KOTA KINABALU: The lure of the sea and convenient direct flights are among the factors pulling Chinese tourists to Sabah despite security concerns, according to Sabah Tourism Federation president Datuk Seri Winston Liaw.
These travellers, he said, had been assured by the presence of security personnel in the east coast area.
“The issue of personal safety is not stopping them from coming as many of them say that crimes occur everywhere,” he said, crediting the continuous arrival of Chinese tourists to efforts by the Sabah Tourism Board (STB).
The feedback from Chinese tourists indicated that Sabah’s natural resources were a major attraction, he added.
“They tell us that they love our beautiful beaches, islands, nature and cheap seafood,” he said, adding that it also helped that many Sabahans could speak various Chinese dialects.
Seafood, especially in the east coast, is not only fresh but cheaper compared to peninsular Malaysia or even China, he added.
Multiclients Travels Sdn Bhd chief executive officer Carmen Liong Zia Zia agreed that the beaches and islands in Sabah were key attractions for tourists from China.
Japan and Britain recently issued alerts to their citizens about travelling to the east coast of Sabah. On Feb 21, Australia issued a similar travel advisory.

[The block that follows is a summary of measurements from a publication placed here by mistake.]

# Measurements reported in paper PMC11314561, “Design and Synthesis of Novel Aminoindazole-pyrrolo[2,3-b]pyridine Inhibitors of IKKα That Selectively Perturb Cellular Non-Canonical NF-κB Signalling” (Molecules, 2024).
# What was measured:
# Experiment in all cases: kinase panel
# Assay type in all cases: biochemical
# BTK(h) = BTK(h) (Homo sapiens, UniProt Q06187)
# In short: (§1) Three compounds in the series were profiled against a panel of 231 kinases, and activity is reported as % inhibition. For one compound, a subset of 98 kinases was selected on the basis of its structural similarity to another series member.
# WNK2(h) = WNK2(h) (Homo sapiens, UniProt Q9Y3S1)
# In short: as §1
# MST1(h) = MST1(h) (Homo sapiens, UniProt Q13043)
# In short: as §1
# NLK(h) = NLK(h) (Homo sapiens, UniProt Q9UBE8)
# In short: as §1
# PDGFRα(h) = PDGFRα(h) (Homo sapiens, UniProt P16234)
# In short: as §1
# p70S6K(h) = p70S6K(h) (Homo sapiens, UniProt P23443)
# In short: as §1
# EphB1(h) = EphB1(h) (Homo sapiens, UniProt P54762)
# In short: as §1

But Sabah tourism authorities have assured that the place is safe and secure, and that the eastern island resorts remain popular.
The resorts are said to be recording nearly 90% occupancy rates.
Malaysian Association of Tour and Travel Agents (MATTA) president Datuk Hamzah Rahmat said tourism operators were optimistic that the industry would bounce back from the tough times, citing improved sentiments, especially in Sabah.
“Our members there say things are going well and many visitors are coming from China,” he said, adding that after Sabah, the most popular states for visitors from China were Penang and Johor.
He said issues such as the weak global economy, the MH370 disaster and kidnapping cases in Sabah had affected tourism numbers in the last two years.
According to STB, visitor numbers declined from 3,383,243 in 2013 to 3,230,645 (-4.5%) in 2014 and 3,176,226 (-1.7%) last year.
“But the situation will improve,” Hamzah added.
As for travel warnings, he said these were a global issue and not exclusive to Malaysia.
MATTA inbound vice-president Datuk K.L. Tan expected a rebound to pre-2014 numbers, attributing the turnaround to effective marketing by travel agents and Tourism Malaysia in China as well as various programmes by STB.
Another major coup was convincing three airlines – China Southern, China Eastern and Spring Airlines – to launch direct flights to Sabah.
Tan said the Eastern Sabah Security Command’s deployment of more manpower, assets and surveillance also improved tourists’ sense of security.
This news first appeared in the Star